We spooked an immature bald eagle to flight when we reached the beach. The crows moved in after the eagle left, teasing mussel shells off exposed rocks. The ones they couldn’t crack with their beaks were carried into the air and then dropped on a flat rock, which served first as an anvil and then a table for the hungry birds.
Aki is 90% asleep when I slip on her harness and take her out to the car. We need to be at the auto shop in ten minutes. For there we will take the scenic route home. Aki demonstrates some mixed feelings about the whole project. The little dog would rather be home eating breakfast or at least sleeping. Now she is skirting around gas pumps and tire racks in the rain. We walk toward the whale statue. Aki throws on the brakes when we pass the Juneau Hotel. Maybe she smells breakfast cooking. In a minute we are back in motion.
The whale statue plaza is deserted. On a mid-channel navigational marker, an eagle sits, its head turned toward a gang of gulls clouded over a school of salmon smolt. The big bird launches from the marker and glides toward the gulls with talons extended. In seconds the gulls drive away the eagle. One escorts the still hungry eagle back to its mid-channel perch.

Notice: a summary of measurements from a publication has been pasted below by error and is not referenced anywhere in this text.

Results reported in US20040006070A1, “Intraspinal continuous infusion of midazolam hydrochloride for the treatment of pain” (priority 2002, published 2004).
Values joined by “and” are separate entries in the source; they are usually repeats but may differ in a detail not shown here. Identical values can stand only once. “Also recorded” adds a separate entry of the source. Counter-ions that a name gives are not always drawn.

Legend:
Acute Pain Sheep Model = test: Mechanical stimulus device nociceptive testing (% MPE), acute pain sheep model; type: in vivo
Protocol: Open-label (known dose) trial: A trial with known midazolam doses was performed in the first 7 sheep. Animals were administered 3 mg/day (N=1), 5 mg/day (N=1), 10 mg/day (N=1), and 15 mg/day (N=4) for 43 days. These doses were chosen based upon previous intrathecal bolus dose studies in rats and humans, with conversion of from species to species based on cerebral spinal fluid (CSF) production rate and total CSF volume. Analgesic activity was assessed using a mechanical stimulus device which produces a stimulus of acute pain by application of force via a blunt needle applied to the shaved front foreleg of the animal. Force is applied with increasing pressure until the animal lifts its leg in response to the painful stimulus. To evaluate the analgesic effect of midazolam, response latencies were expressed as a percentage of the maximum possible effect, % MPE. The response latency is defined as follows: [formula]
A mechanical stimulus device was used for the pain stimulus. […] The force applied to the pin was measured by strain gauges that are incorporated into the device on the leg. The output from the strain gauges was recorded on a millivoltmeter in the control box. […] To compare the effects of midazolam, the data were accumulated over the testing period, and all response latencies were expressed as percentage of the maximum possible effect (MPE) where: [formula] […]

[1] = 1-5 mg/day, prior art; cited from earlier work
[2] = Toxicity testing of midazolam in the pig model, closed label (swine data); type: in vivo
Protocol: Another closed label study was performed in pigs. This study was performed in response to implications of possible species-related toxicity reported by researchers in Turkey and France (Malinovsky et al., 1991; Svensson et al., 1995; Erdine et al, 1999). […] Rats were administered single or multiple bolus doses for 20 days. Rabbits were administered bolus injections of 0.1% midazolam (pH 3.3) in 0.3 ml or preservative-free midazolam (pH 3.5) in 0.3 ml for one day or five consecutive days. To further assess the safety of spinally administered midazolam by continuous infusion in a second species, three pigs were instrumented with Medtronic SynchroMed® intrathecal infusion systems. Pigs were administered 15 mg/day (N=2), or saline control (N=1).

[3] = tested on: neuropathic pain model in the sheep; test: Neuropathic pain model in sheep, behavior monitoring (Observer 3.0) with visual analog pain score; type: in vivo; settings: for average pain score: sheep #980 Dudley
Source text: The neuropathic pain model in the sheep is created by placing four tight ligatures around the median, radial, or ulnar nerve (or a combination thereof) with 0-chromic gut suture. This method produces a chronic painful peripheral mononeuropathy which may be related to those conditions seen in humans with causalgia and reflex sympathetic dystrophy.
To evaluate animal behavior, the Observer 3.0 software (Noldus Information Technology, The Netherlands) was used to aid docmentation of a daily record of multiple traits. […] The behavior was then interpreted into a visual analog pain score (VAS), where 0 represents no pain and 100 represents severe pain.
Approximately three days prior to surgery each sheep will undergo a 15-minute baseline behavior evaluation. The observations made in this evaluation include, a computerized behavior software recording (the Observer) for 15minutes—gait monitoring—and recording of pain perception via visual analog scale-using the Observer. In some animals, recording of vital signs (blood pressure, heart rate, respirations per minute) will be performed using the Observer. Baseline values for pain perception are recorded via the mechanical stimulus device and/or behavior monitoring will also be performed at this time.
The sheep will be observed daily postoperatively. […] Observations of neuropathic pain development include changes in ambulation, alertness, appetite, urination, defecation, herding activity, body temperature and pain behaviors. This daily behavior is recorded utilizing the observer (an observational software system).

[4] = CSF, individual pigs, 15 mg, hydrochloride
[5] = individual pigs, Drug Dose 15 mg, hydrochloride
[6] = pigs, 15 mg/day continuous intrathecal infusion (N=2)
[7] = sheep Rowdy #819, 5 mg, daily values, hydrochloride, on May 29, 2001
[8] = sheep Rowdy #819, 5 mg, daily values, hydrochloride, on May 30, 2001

While climbing up Main Street we spot two ravens in conversation. The smaller of the two birds is upbraiding the larger one, which is bent almost in half in supplication as the lecture ends. Ravens are the most human of birds.
Last night Aki capped the last of a string of sunny days mooching for food around a campfire. A bank of clouds climbed over the Chilkat Mountains and onto Lynn Canal while the little dog’s human family roasted hot dogs over an open fire while The clouds robbed us of a sunset and brought today’s rain.
This morning Aki and I explore the Sheep Creek delta. The sun worshipers who gathered on the delta last evening are gone. Only those with serious purpose are here. Two men clothed in thick gauged raingear mess about with a little gold dredge. Soon their machine will begin sifting through beach sand for gold washed down by the creek.
Closer to the stream, two great blue herons hunt the shallows for food. A crow dives on an adult bald eagle, trying to dislodge it from its spruce roost. The eagle, its beak pointed up at its tormentor, screams defiance.
We have to cross squishy ground to get a decent view of the herons. By the time I figure out that one is a juvenile, Aki has moved to a drier part of the beach from where she tries to plant the idea in my mind that “It is time to get out of the rain.”
I ignore the message and watch the juvenile heron fish. While the adult bird freezes in place to wait for opportunity, the young bird plunges it beak again and again into the water. Once it managed to lift of a stand of seaweed out of the water. The rest of the time it speared nothing. To make matters worse, it had to struggle to free its right leg from a tangle of rock weed.